Teams from around the world are set to descend on Israel, sticks in hand, to take part in the largest ever World Lacrosse Championship this week.
The 10-day men’s tourney is set to kick into action Wednesday with an opening game between Hong Kong and Luxembourg, but organizers hoping to spread the lacrosse gospel got things started Monday with a clinic for kids in Jerusalem Monday to introduce them to the sport,
With 46 teams from six continents participating, it will be the largest world lacrosse tournament in history, said David Lasday, chief operating officer of the Israel Lacrosse Association.
The championship, hosted at the Wingate Institute and Netanya stadium, is also making history for being the first time it is being hosted by a country where English is not the native language, Lasday said.
Held every four years, the tournament normally rotates between the United States, Canada, Australia, and England.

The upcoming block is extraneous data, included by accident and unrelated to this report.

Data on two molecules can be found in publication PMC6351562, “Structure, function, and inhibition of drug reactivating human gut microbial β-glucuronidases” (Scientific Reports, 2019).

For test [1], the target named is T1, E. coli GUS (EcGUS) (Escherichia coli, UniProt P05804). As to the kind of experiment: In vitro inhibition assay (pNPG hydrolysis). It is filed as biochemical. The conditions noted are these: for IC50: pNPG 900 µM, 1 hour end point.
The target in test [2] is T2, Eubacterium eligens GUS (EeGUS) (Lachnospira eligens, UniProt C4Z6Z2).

Israel is hosting the championship this year because of its relatively close proximity to newer teams joining the tournament as well as the fast growth of lacrosse in Israel. Despite being relatively unknown in Israel until recently, the national team is ranked number seven in the world, said Lasday.
New York lacrosse enthusiast Scott Neiss came to the country in 2010 and started laying the groundwork for a professional team.
Israel competed for the first time in the 2014 tourney in England, winning its group, but being defeated in the quarterfinals.
While most players who helped get Neiss’s Israel Lacrosse Association off the ground came from American backgrounds, many of those on the eight local teams and five national teams that have since been created are Israel-natives who have picked up the sport.
“When we go into schools with national players, the kids flock, especially when they hear it is a combination of basketball and soccer,” Lasday said. “The goal of the championship is to foster the growth of the sport.”
Lidor Ashtamker, an 18-year-old player from Ramle who was at Tuesday’s clinic, has been playing for four years, ever since his school was visited by Israeli national players.
“When I picked up the stick for the first time, I immediately felt connected and knew it was what I wanted to do,” he said.